“We will be there 7:30-8:00. I will be working on my Third Island.”
“Which is where?”
Take the first right off the Ellis Cove trail. I will be down the hill and on the right side.”
“I will see you there.”
Kevin in the Cathedral
I walked down the trail to where I found Kevin’s jacket hanging on a branch and knew he was somewhere near. I saw what I thought was a drag path – where Kevin exits from the forest with a bundle of vines. I followed the path for about a hundred feet into the forest and I saw Kevin, maybe 20 yards away, bent over near a cedar tree. He was pulling vines. He saw me and waved. I had seen him using a tool of some kind and asked what he used it for. “I use this to cut the big ivy roots at the base of the trees,” he said and held up a piece of ivy root about three feet long and an inch and a half thick.
“I wanted to ask you about the vines that climb the trees. Does the ivy get any nutrients from trees it climbs.”
“If it does it doesn’t get much”
“So, it climbs to get more sunlight or what?”
“Well, maybe that, too, but it climbs because that is where it blooms. There is an interesting relationship here. The ivy blooms in December. It grows its seeds by February. That is a time when the birds have little other food. They eat the fruit and drop the seeds in their the poop.”
“I know you called the first ‘island’ the ‘Cathedral of Maples’ and the second one, ‘Beautiful’, do you have a name for this ‘island’?”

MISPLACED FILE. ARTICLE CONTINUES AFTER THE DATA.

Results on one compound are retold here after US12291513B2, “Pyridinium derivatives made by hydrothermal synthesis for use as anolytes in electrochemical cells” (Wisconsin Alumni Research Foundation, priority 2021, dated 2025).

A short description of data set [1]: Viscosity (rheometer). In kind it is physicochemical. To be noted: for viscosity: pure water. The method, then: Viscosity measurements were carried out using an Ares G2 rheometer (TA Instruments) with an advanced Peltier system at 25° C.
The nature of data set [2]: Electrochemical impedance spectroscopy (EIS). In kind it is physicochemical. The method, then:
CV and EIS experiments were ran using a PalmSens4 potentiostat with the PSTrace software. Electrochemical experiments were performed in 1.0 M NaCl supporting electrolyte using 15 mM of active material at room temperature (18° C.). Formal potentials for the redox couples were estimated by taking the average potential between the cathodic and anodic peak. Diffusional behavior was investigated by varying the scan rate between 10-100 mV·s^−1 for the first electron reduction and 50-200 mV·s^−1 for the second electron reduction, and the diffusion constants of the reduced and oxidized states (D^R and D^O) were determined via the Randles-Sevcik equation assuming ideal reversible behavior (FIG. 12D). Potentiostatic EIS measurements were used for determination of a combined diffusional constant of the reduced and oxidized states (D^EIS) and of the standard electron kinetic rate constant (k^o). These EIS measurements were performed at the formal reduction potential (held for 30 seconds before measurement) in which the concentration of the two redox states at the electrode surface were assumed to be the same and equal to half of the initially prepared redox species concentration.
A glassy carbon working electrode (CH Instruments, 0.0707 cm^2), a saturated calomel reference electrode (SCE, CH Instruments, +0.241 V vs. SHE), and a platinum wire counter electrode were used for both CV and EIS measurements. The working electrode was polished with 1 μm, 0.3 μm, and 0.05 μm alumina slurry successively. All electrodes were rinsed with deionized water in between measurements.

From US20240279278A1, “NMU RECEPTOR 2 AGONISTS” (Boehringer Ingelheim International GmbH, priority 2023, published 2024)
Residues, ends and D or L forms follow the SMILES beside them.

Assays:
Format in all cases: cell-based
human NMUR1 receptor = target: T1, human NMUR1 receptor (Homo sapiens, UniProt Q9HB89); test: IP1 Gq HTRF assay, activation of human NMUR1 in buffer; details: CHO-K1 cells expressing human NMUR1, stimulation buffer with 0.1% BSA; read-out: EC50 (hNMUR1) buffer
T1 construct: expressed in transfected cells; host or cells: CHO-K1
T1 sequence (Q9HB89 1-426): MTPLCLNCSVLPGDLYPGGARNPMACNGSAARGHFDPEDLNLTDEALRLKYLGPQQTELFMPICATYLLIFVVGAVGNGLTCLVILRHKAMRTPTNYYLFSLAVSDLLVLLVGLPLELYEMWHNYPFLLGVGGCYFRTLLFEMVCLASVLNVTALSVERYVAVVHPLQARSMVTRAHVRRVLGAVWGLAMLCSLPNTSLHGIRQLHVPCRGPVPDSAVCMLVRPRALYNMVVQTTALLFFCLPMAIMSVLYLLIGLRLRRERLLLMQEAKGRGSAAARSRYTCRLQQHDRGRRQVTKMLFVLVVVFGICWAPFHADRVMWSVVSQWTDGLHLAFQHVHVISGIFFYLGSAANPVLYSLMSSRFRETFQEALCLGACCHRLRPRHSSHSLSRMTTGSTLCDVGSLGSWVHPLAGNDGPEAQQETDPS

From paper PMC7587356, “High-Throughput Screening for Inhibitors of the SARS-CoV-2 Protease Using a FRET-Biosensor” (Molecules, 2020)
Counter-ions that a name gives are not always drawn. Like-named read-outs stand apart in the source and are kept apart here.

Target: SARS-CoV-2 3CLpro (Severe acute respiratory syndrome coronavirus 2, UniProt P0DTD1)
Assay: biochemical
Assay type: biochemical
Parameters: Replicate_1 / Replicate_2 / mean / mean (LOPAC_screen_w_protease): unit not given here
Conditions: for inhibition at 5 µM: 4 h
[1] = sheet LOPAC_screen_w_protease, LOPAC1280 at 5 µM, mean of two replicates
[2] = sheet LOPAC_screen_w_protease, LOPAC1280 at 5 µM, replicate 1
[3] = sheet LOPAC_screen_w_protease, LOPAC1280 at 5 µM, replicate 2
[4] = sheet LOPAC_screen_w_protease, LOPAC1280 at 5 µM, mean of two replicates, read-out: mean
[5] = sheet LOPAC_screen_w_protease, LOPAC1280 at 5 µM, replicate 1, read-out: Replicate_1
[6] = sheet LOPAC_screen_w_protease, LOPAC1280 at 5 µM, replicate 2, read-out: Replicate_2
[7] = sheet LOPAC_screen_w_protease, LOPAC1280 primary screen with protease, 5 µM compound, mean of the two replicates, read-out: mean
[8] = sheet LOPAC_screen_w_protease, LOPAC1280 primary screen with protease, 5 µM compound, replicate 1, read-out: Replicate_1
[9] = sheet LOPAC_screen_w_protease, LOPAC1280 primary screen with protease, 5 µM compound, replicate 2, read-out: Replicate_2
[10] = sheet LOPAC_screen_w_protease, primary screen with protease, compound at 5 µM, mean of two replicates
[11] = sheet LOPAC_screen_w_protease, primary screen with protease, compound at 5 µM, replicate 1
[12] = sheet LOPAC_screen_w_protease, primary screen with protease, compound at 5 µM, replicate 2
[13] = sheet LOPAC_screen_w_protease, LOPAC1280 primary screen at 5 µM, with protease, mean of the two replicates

“I call it this ‘Third Island’. Want to see where they are?”
I said, “Of course.”
We walked down the trail a ways to where another trail joined ours from the left. We walked up that trail and passed through the mostly-maple forest. He showed me ‘Beautiful’ and we continued along.
We walked through the large open space, the huge maples stretching to catch the rays of the rising sun. Our path joined the Ellis Cove trail and we turned right. Shortly on, Kevin stopped and spread his arms wide and looking into the sun-bright branches and said with a genuine tone of reverence, “This is the Cathedral.”
I had walked all through it before. It was a large expanse of maples, completely free of ivy.
“I usually work an hour or so a day. The ivy is tenacious and, if you don’t keep at it, it comes right back.”
We walked back along the trail to the intersection where the way to the Third Island took off. Right there at the intersection Kevin pointed to a sign. “This is how the park department acknowledged the work,” he said modestly.
The sign pictures three invasive species – Himalayan Blackberry (which we see all over this part of the state), English Holly and the antagonist of this story, English Ivy. The sign also shows a picture is of Kevin, bundling up a bunch of Ivy to haul to the pick-up point.
The sign celebrates the difference one person can make.
Denny Hamilton is a writer and photographer living in Olympia.
If you know of a local hero, or want to write about one, please let us know about her or him.